Category Archives: Category: System Verilog

String Split in SV

In our verification environment, we may need to do some kind of string manipulations. In scripting languages like perl, this is done by using just a method (split). In SV, we need to do it in a roundabout way by parsing all the characters by using getc method. Below example shows how to split a

System Verilog: Random Number System Functions

System Verilog provides system functions – $urandom(),$urandom_range() and $srandom() for generating random numbers. The $random verilog system function has only one random number generator shared between all threads, but each thread in simulation has its own random number generator for $urandom and $urandom_range. Separate random number generators for each thread helps to improve random stability

System Verilog : Rand & Randc

There are two type-modifier keywords available in system Verilog to declare class variable as random. Variables declared with the rand keyword are standard random variables. Their values are uniformly distributed over their range. Variables declared with the randc keyword are random-cyclic variables that cycle through all the values in a random permutation of their declared

System Verilog : Disable Fork & Wait Fork

To model concurrent and serial behavior, disable fork and wait fork will be used along with fork join constructs. These constructs allow one process to terminate or wait for the completion of other processes. If you want to model your verification environment in such a way that, it has to spawn concurrent processes which will

System Verilog : Fork Join

The fork-join construct enables the creation of concurrent processes from each of its parallel blocks. All the blocks get the same start time and the finish time is controlled by the type of join construct used. Formal syntax for a parallel block.

With fork-join -which is available in conventional Verilog – procedure can continue

SV Constraint random value generation : Introduction

System Verilog supports three different approaches in verification as follows. 1. Directed Testing 2. Random Testing 3. Directed Random/Constrained Random Testing Directed testing is the traditional verification approach. In this case, a particular scenario is created for a known feature and set the expectation for the same. So, the features have been verified can be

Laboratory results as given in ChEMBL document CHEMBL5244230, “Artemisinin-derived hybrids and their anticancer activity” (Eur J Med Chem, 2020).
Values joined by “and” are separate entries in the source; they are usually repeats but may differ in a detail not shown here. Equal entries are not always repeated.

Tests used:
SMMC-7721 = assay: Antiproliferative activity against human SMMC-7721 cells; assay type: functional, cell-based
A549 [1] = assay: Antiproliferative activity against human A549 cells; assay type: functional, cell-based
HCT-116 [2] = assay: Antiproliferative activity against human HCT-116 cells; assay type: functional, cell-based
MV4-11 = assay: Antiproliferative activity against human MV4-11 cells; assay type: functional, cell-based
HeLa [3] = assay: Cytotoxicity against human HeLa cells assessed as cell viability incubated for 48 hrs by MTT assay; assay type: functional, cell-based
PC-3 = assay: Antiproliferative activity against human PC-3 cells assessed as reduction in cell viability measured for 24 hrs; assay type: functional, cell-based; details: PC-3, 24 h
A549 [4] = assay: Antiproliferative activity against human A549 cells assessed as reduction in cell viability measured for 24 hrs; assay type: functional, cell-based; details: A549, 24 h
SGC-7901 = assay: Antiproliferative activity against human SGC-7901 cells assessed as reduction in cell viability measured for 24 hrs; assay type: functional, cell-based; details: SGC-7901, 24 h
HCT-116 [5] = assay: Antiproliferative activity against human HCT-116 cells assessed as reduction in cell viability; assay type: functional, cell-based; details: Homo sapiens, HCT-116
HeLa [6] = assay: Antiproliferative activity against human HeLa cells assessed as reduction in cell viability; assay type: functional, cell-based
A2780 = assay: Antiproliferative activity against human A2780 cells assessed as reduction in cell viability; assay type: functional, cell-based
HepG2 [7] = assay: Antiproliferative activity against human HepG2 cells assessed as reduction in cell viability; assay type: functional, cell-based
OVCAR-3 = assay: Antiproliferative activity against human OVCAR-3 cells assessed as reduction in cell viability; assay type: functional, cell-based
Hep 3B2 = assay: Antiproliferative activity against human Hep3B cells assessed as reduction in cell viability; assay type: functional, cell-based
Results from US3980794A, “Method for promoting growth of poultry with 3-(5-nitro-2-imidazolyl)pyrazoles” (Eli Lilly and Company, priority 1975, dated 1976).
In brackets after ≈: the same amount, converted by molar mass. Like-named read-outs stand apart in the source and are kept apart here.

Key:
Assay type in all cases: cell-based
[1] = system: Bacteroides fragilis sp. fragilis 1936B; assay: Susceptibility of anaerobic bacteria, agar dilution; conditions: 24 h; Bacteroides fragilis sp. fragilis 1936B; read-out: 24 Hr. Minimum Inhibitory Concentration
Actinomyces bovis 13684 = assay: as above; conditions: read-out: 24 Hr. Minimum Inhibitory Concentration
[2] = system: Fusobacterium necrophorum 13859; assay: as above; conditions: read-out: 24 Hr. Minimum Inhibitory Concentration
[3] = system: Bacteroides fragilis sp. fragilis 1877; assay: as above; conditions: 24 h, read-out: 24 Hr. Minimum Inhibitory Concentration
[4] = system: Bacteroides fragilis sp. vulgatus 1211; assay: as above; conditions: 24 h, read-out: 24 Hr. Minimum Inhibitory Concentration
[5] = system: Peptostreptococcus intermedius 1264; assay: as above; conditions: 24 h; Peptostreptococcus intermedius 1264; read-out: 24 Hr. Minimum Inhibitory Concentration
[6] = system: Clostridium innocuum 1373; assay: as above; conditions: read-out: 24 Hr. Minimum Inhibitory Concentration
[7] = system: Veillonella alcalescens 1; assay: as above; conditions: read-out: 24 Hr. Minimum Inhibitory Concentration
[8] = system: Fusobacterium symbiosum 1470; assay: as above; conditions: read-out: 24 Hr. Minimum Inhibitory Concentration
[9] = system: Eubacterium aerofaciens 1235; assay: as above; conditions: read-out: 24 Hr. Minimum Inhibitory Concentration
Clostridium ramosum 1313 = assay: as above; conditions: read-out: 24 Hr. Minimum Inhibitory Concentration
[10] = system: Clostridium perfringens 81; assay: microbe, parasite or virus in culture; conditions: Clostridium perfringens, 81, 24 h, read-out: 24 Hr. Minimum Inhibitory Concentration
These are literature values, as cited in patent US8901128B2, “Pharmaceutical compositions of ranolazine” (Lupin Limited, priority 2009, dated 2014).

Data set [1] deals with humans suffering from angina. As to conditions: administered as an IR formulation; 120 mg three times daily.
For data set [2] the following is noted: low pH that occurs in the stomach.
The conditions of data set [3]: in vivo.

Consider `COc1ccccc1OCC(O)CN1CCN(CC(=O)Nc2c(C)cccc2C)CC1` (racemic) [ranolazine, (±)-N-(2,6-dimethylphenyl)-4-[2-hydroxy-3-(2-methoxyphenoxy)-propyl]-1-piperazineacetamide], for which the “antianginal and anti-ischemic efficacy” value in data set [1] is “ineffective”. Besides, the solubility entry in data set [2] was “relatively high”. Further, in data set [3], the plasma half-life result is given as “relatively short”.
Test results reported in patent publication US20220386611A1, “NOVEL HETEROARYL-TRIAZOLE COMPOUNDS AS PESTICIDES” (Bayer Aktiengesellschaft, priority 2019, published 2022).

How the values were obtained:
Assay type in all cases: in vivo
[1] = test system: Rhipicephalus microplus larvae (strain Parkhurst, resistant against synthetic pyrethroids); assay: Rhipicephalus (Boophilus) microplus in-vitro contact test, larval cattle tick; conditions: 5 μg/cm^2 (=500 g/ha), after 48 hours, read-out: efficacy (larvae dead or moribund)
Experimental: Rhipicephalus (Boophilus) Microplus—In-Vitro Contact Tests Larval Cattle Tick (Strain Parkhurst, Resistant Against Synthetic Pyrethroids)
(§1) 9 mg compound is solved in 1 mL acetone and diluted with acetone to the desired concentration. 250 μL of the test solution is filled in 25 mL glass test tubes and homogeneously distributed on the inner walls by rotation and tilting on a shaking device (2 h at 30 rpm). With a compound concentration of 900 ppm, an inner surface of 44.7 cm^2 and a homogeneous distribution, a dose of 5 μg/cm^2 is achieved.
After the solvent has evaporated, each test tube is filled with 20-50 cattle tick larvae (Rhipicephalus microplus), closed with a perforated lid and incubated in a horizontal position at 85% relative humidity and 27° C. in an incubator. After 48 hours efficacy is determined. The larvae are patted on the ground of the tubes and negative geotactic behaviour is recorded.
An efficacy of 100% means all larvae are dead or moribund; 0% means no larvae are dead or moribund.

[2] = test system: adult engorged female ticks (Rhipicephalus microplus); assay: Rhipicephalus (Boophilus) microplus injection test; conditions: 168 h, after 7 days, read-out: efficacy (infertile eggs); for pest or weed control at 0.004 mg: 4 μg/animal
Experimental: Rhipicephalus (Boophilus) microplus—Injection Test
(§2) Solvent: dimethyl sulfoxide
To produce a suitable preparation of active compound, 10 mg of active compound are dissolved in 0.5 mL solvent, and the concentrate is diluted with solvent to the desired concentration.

System Verilog : Mailbox

Synchronization and communication mechanisms are essential in our design, to control the interactions between processes or with a reactive testbench. This can be easily handled in System Verilog using semaphores, mailboxes and named events. Mailboxes are a message-based process synchronization and communication mechanism provided in SV. It allows messages to be exchanged between processes. Conceptually,

System Verilog : Array Reduction & Array Ordering Methods

Array reduction methods can be applied to any unpacked array. The “with” clause can be used to specify the item to be used in the reduction. sum() : returns the sum of all the array elements. product() : returns the product of all the array elements and() : returns the bit-wise AND(&) of all the

System Verilog : Array querying system functions

System Verilog provides some system functions to query about arrays. The return value of this system function is int and it can be applied to all arrays. Different array querying functions are $dimension : Returns the number of dimensions in the array and 1 for strings and simple bit vectors and 0 for any other

System Verilog : Queues

In your system verilog code, if extraction and insertion order of array elements are important, queue would be the best option. A queue is a variable-size, ordered collection of homogeneous elements. It is declared using the same syntax as unpacked arrays, but specifying $ as the array size. It is analogous to a one-dimensional unpacked